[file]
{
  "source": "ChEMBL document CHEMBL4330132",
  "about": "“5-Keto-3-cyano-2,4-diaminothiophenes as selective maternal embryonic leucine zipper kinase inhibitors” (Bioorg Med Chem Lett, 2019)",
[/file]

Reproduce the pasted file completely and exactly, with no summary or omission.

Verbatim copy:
{
  "source": "ChEMBL document CHEMBL4330132",
  "about": "“5-Keto-3-cyano-2,4-diaminothiophenes as selective maternal embryonic leucine zipper kinase inhibitors” (Bioorg Med Chem Lett, 2019)",